This question has no definite answer if time frame is not specified. The situation in 20s century changed very quickly. In the first half of the century, German and French dominated.
(More German than French). In the second half, it is clearly English, and one does not need any research to see this. But English dominates more and more. In the 1970-s and 1980-s about 1/3 of all papers was published in Russian. (I did count this. There was a Russian counterpart of Math Rev, using Cyrillic for Russian papers, so it was easy to count).
Not anymore. Until the late 70s, most German papers were published in German. Not anymore.
My guess would be that in 21st century an overwhelming majority of publications are in English, and there are some in French and Chinese. Proportion of other languages is negligibe.
EDIT. In the discussion, mostly arXiv is discussed, so you probably mean very recent papers. I follow the arxiv since its inception, and my impression is that less than
1% of all papers are written in French or Russian. I have not seen any in German or other languages, including Chinese.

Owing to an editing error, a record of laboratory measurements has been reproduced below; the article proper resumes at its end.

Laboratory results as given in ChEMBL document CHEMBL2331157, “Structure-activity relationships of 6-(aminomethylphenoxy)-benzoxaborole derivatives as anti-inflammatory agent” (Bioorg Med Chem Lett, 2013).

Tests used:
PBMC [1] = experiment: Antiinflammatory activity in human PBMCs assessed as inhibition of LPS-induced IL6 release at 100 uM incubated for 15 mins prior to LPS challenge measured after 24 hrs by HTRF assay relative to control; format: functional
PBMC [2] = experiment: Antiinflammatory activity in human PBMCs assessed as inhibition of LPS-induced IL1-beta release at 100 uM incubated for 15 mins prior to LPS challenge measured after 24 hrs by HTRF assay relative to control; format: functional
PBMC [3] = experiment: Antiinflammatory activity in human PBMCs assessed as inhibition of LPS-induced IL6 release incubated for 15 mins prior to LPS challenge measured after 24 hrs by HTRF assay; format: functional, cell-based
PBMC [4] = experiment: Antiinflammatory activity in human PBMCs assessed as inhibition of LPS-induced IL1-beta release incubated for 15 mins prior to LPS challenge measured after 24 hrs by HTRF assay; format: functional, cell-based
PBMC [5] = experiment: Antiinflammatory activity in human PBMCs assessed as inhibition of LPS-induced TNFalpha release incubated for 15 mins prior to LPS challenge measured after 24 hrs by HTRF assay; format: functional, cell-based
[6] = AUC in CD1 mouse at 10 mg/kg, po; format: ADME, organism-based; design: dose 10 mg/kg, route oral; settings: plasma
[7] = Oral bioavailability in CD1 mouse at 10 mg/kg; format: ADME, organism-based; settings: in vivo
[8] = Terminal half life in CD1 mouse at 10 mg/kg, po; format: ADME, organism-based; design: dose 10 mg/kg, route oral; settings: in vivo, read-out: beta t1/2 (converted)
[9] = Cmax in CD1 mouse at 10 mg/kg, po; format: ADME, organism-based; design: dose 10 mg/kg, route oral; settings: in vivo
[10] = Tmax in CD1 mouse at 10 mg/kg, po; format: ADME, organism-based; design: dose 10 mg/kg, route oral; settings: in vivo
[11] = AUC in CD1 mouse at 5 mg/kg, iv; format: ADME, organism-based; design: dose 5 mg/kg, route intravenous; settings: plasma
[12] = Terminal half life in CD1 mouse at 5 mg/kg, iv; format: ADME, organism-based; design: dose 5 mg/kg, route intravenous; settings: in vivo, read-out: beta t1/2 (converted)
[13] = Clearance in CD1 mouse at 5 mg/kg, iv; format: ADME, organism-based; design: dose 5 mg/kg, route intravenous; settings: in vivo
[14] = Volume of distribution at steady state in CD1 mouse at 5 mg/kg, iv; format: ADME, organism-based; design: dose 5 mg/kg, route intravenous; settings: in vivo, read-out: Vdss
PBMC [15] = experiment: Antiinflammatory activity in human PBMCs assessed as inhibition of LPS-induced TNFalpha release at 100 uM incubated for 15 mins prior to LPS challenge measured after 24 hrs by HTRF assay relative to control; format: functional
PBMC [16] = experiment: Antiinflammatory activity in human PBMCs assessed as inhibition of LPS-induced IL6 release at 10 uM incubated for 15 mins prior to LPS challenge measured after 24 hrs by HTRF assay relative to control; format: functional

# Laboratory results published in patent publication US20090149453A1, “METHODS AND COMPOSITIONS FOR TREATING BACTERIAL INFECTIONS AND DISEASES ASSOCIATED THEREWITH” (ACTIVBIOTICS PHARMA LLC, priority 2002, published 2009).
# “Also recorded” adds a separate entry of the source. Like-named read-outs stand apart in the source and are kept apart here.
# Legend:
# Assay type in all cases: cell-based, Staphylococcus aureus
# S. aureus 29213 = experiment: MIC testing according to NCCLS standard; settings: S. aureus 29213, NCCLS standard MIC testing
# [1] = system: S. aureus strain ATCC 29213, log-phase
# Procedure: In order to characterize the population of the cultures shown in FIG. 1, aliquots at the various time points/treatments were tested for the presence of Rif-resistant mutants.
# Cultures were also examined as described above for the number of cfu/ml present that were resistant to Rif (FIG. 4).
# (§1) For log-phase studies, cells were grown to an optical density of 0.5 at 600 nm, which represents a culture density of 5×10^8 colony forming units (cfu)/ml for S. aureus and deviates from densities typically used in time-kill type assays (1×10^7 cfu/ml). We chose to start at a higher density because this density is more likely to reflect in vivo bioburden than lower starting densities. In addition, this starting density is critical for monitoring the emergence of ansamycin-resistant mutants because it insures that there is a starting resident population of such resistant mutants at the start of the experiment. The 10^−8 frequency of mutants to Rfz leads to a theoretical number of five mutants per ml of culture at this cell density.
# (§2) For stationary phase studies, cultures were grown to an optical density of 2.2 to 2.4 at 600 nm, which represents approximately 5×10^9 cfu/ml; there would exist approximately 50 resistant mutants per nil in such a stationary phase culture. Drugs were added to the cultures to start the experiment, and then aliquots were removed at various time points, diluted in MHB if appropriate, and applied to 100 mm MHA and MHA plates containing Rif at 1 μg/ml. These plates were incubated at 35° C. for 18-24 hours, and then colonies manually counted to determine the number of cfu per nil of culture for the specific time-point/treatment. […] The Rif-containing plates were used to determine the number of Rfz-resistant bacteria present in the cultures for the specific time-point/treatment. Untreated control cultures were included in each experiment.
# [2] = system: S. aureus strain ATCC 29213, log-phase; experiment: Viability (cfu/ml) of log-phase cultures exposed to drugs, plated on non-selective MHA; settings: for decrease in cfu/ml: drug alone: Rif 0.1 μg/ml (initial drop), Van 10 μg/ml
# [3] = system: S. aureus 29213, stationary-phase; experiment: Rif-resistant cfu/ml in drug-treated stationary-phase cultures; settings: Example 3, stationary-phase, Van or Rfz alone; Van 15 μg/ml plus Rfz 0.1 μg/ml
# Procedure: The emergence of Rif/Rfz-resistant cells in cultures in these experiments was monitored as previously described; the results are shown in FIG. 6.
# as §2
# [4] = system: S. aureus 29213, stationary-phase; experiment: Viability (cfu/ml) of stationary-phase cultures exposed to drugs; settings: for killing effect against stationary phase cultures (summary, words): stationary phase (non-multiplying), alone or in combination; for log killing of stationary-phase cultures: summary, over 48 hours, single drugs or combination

EDIT2. One also has to specify what kinds of books and papers are we talking about. Of course, textbooks and lecture courses are published in every language. Because TEACHING in most countries is in the native language, especially undergraduate teaching. Same applies to many publications intended for more general audience, publications related to education and history, popular mathematics etc. In the arXiv they are in the sections "History" or "General math". All non-English papers on the arXiv that I know are in "History".
I will not be surprised if statistics from the arXiv will be very different from that in Mathscinet, even if one restricts Mathscinet to the recent years when arXiv exists. In fact arXiv is not a good representative for the whole mathematics. In some areas, almost all papers go to the arXiv, in other areas, only a small proportion.
EDIT3. OK, in Mathscinet they indicate the language:-) Since 2000:
70K in Chinese, 66K in Russian, 21K in French, 5K in Spanish and Japanese each, 4K in German and Italian each, 1K in Portuguese. Out of 1,358,623 total. Zentralblatt seems to have a similar feature but I could not make it work.